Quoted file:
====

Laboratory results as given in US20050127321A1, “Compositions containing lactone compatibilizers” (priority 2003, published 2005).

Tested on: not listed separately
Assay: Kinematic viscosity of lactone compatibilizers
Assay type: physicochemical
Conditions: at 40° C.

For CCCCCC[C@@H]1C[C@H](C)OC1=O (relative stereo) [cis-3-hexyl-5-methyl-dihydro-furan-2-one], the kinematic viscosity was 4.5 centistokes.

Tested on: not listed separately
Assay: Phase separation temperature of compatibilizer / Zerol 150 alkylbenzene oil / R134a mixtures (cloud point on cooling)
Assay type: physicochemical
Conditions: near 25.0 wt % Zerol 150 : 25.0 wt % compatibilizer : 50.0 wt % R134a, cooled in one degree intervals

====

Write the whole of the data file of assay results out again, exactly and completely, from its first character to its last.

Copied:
Laboratory results as given in US20050127321A1, “Compositions containing lactone compatibilizers” (priority 2003, published 2005).

Tested on: not listed separately
Assay: Kinematic viscosity of lactone compatibilizers
Assay type: physicochemical
Conditions: at 40° C.

For CCCCCC[C@@H]1C[C@H](C)OC1=O (relative stereo) [cis-3-hexyl-5-methyl-dihydro-furan-2-one], the kinematic viscosity was 4.5 centistokes.

Tested on: not listed separately
Assay: Phase separation temperature of compatibilizer / Zerol 150 alkylbenzene oil / R134a mixtures (cloud point on cooling)
Assay type: physicochemical
Conditions: near 25.0 wt % Zerol 150 : 25.0 wt % compatibilizer : 50.0 wt % R134a, cooled in one degree intervals